[Oberon] On Oberon Commands
sinu.nayak2001 at gmail.com
Sun Dec 23 20:02:33 CET 2012
From Project Oberon Book,
This tremendous flexibility seems to open Pandora's box, and indeed
it does when misused. The reason is that global variables' states
may completely determine and alter the effect of a command. The
variables represent hidden states, hidden in the sense that the user
is in general unaware of them and has no easy way to determine their
value. The positive aspect of using global variables as interfaces
between commands is that some of them may well be visible on the
display. All viewers - and with them also their contents - are
organized in a data structure that is rooted in a global variable
(in module Viewers). Parts of this variable therefore constitute
visible states, and it is highly appropriate to refer to them as
This is good, I am able to understand it.
One of the rules of what may be called the Oberon Programming Style
is therefore to avoid hidden states, and to reduce the introduction
of global variables. We do not, however, raise this rule to the rank
of a dogma. There exist genuinely useful exceptions, even if the
variables have no visible parts.
As I understood, we are using global variables, but these have visible
states. So better for using them as parameters to user commands.
There remains the question of how to denote visible objects as
command parameters. An obvious case is the use of the most recent
selection as parameter. A procedure for locating that selection is
provided by module Oberon. (It is restricted to text selections).
Another possibility is the use of the caret position in a text. This
is used in the case of inserting new text; the pressing of a key on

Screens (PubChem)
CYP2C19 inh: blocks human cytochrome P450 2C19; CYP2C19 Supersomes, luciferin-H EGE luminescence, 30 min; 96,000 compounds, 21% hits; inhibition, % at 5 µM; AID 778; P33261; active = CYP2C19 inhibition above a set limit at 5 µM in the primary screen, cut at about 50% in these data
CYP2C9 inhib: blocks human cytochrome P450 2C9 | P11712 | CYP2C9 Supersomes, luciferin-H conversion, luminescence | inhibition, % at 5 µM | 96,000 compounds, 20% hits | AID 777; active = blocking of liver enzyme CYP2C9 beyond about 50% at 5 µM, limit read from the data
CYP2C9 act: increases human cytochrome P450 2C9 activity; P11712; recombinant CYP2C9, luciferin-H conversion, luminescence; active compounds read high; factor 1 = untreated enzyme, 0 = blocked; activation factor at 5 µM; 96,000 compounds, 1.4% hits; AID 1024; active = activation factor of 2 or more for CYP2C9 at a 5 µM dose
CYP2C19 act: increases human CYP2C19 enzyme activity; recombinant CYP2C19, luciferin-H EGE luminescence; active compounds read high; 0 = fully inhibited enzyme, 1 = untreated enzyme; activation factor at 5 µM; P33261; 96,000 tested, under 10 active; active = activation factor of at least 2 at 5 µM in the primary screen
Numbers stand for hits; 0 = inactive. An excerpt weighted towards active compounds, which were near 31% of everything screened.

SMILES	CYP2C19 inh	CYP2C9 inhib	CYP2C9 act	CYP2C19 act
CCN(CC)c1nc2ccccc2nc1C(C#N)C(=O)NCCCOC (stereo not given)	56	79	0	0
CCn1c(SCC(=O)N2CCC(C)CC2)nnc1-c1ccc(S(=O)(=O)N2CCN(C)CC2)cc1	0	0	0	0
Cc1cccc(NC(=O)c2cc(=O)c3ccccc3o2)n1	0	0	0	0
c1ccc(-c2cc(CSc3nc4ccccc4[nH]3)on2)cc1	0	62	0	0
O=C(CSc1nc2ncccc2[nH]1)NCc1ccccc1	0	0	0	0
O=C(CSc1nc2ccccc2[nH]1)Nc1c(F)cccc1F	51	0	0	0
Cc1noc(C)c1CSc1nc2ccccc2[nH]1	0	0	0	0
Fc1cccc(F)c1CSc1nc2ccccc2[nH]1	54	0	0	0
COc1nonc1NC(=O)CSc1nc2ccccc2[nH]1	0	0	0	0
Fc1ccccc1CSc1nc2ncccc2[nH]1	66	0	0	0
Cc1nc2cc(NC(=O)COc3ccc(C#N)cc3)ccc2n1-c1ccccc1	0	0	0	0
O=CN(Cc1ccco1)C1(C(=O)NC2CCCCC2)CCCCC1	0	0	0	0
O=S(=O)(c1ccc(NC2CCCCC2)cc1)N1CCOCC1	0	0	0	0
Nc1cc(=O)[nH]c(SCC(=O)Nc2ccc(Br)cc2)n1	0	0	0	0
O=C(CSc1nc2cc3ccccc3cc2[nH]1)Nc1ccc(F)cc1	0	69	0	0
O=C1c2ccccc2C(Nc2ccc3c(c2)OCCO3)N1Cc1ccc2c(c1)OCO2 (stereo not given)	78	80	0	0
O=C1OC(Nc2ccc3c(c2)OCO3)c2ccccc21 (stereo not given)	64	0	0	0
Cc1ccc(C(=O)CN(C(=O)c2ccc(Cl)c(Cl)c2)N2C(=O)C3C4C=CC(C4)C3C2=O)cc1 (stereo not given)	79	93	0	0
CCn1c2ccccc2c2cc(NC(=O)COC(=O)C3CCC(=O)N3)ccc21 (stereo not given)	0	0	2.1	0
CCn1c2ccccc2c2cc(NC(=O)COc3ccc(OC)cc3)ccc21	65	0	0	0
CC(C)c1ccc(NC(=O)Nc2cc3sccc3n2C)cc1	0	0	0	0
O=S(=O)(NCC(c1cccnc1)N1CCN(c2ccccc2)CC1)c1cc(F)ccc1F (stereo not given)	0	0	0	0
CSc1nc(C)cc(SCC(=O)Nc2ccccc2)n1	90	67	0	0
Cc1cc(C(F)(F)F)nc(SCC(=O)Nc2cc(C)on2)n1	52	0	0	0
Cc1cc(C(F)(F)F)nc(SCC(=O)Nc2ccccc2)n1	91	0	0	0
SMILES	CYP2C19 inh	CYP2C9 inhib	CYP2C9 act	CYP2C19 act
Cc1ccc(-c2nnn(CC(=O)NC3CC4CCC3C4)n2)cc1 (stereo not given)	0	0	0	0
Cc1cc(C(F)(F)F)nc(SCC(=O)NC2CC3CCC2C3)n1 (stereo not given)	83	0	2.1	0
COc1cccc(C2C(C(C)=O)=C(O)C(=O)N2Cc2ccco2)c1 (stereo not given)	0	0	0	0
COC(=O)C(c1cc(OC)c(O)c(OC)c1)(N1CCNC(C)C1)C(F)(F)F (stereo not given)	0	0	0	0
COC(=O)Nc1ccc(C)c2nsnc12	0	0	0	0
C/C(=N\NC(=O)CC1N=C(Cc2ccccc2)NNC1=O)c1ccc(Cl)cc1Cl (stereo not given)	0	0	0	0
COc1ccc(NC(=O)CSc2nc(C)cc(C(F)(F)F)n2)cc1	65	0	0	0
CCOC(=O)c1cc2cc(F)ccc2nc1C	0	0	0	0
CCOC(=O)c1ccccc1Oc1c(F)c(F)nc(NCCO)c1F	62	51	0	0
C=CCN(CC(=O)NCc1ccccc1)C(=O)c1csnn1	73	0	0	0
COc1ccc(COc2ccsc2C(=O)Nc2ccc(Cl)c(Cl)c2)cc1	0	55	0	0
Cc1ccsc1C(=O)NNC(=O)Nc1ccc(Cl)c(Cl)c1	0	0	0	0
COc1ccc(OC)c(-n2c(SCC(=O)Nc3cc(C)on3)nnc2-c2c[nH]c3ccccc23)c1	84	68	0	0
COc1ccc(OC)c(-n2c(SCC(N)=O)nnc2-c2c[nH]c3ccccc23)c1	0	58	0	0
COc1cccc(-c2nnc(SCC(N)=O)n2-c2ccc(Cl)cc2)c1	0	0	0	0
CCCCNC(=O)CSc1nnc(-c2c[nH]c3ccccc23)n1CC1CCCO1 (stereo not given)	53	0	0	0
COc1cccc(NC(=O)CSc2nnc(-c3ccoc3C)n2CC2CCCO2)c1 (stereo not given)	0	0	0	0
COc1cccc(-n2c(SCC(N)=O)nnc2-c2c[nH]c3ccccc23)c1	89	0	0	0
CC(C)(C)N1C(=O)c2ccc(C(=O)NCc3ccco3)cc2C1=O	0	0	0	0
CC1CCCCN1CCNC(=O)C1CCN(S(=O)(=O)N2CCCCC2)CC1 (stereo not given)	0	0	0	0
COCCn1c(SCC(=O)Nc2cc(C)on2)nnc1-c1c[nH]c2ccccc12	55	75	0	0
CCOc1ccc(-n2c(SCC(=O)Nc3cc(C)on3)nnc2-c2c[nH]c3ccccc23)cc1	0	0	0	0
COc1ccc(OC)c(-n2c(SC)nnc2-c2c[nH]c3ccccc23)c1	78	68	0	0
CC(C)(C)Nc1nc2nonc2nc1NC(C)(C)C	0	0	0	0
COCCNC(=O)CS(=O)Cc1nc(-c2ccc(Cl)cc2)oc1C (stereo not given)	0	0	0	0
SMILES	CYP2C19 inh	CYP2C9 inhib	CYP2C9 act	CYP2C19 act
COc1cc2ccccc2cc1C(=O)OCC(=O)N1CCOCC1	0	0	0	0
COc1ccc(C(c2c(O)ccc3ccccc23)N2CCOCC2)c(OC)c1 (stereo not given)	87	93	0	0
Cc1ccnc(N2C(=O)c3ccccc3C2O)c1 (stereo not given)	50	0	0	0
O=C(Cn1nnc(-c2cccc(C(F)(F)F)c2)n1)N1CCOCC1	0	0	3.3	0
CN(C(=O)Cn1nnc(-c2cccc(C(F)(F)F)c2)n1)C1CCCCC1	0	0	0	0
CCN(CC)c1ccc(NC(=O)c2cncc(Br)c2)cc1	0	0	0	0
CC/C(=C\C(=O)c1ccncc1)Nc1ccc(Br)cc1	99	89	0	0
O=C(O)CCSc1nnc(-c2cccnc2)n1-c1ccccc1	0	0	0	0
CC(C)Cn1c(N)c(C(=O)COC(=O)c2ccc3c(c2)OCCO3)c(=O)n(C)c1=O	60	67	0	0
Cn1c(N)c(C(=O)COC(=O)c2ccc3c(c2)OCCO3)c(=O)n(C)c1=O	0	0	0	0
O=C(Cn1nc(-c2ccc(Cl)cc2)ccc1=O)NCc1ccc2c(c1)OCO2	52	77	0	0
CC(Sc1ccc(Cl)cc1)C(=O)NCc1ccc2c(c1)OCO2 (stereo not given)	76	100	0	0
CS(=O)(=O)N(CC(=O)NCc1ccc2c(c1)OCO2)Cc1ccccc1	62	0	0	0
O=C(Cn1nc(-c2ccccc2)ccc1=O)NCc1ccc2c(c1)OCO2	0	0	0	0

the keyboard is also considered to be a command, and it causes the
character's insertion at the caret position.
This says, caret position (which is seen on screen texts after pressing
left mouse key) can be interpreted as starting of a parameter list. Also
the text under selection (which we are able to make using right mouse
button on screen texts) can be interpreted as starting of a parameter list.
A special facility is introduced for designating viewers as
operands: the star marker. It is placed at the cursor position when
the keyboard's mark key (SETUP) is pressed. The procedure
Oberon.MarkedViewer identifies the viewer in whose area the star
lies. Commands which take it as their parameter are typically
followed by an asterisk in the text. Whether the text contained in a
text viewer, or a graph contained in a graphic viewer, or any other
part of the marked viewer is taken as the actual parameter depends
on how the command procedure is programmed.
Huh, here I couldn't understand, what is a marked viewer. Which one is
the equivalent of "keyboard's mark key" in IBM 102 style keyboard? How a
graph be input to some command? I am not able to understand this paragraph!
With thanks and best regards,
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